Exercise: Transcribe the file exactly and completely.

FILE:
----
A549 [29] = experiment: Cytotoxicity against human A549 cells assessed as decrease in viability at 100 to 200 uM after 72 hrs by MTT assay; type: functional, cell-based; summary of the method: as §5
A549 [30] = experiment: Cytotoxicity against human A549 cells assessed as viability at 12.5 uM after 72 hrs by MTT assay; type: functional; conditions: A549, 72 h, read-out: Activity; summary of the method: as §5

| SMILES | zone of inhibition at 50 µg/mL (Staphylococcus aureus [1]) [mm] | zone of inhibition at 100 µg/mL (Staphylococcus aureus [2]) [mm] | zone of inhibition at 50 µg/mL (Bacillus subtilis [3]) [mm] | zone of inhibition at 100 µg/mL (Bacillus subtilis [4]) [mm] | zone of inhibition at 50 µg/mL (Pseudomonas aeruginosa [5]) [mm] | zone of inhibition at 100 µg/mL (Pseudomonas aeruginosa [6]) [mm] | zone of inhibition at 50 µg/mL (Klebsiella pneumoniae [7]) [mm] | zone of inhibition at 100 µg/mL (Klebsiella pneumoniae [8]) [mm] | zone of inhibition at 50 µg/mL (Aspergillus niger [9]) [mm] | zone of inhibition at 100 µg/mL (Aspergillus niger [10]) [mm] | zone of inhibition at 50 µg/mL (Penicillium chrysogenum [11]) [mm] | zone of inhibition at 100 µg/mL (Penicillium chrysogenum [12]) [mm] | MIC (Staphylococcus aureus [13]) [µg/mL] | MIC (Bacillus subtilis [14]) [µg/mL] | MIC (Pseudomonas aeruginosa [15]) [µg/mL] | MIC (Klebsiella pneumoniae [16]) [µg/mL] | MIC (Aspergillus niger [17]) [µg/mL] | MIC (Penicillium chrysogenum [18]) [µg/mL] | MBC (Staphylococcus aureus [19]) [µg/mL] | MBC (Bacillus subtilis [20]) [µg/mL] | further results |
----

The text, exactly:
A549 [29] = experiment: Cytotoxicity against human A549 cells assessed as decrease in viability at 100 to 200 uM after 72 hrs by MTT assay; type: functional, cell-based; summary of the method: as §5
A549 [30] = experiment: Cytotoxicity against human A549 cells assessed as viability at 12.5 uM after 72 hrs by MTT assay; type: functional; conditions: A549, 72 h, read-out: Activity; summary of the method: as §5

| SMILES | zone of inhibition at 50 µg/mL (Staphylococcus aureus [1]) [mm] | zone of inhibition at 100 µg/mL (Staphylococcus aureus [2]) [mm] | zone of inhibition at 50 µg/mL (Bacillus subtilis [3]) [mm] | zone of inhibition at 100 µg/mL (Bacillus subtilis [4]) [mm] | zone of inhibition at 50 µg/mL (Pseudomonas aeruginosa [5]) [mm] | zone of inhibition at 100 µg/mL (Pseudomonas aeruginosa [6]) [mm] | zone of inhibition at 50 µg/mL (Klebsiella pneumoniae [7]) [mm] | zone of inhibition at 100 µg/mL (Klebsiella pneumoniae [8]) [mm] | zone of inhibition at 50 µg/mL (Aspergillus niger [9]) [mm] | zone of inhibition at 100 µg/mL (Aspergillus niger [10]) [mm] | zone of inhibition at 50 µg/mL (Penicillium chrysogenum [11]) [mm] | zone of inhibition at 100 µg/mL (Penicillium chrysogenum [12]) [mm] | MIC (Staphylococcus aureus [13]) [µg/mL] | MIC (Bacillus subtilis [14]) [µg/mL] | MIC (Pseudomonas aeruginosa [15]) [µg/mL] | MIC (Klebsiella pneumoniae [16]) [µg/mL] | MIC (Aspergillus niger [17]) [µg/mL] | MIC (Penicillium chrysogenum [18]) [µg/mL] | MBC (Staphylococcus aureus [19]) [µg/mL] | MBC (Bacillus subtilis [20]) [µg/mL] | further results |